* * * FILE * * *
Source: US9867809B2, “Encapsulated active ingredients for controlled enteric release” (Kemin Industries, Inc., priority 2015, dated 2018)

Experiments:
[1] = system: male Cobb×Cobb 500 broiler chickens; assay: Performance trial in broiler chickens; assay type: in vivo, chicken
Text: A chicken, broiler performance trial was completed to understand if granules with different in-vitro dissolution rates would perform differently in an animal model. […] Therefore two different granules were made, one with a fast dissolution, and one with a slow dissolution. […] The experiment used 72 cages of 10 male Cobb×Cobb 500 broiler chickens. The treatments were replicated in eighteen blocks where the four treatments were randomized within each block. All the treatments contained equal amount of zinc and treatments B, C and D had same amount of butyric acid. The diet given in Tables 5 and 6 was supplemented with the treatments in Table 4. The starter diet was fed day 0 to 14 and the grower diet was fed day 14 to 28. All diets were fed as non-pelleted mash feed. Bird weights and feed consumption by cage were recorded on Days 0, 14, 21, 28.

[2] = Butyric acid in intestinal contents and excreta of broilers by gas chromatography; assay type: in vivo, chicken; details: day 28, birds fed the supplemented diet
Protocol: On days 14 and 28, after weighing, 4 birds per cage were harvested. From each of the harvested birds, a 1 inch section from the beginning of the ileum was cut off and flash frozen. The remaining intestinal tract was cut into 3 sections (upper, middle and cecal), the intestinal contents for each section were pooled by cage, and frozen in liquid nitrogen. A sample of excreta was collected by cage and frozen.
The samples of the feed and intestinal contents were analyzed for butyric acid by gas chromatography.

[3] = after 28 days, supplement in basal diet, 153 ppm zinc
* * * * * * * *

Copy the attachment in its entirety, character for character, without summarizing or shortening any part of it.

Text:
Source: US9867809B2, “Encapsulated active ingredients for controlled enteric release” (Kemin Industries, Inc., priority 2015, dated 2018)

Experiments:
[1] = system: male Cobb×Cobb 500 broiler chickens; assay: Performance trial in broiler chickens; assay type: in vivo, chicken
Text: A chicken, broiler performance trial was completed to understand if granules with different in-vitro dissolution rates would perform differently in an animal model. […] Therefore two different granules were made, one with a fast dissolution, and one with a slow dissolution. […] The experiment used 72 cages of 10 male Cobb×Cobb 500 broiler chickens. The treatments were replicated in eighteen blocks where the four treatments were randomized within each block. All the treatments contained equal amount of zinc and treatments B, C and D had same amount of butyric acid. The diet given in Tables 5 and 6 was supplemented with the treatments in Table 4. The starter diet was fed day 0 to 14 and the grower diet was fed day 14 to 28. All diets were fed as non-pelleted mash feed. Bird weights and feed consumption by cage were recorded on Days 0, 14, 21, 28.

[2] = Butyric acid in intestinal contents and excreta of broilers by gas chromatography; assay type: in vivo, chicken; details: day 28, birds fed the supplemented diet
Protocol: On days 14 and 28, after weighing, 4 birds per cage were harvested. From each of the harvested birds, a 1 inch section from the beginning of the ileum was cut off and flash frozen. The remaining intestinal tract was cut into 3 sections (upper, middle and cecal), the intestinal contents for each section were pooled by cage, and frozen in liquid nitrogen. A sample of excreta was collected by cage and frozen.
The samples of the feed and intestinal contents were analyzed for butyric acid by gas chromatography.

[3] = after 28 days, supplement in basal diet, 153 ppm zinc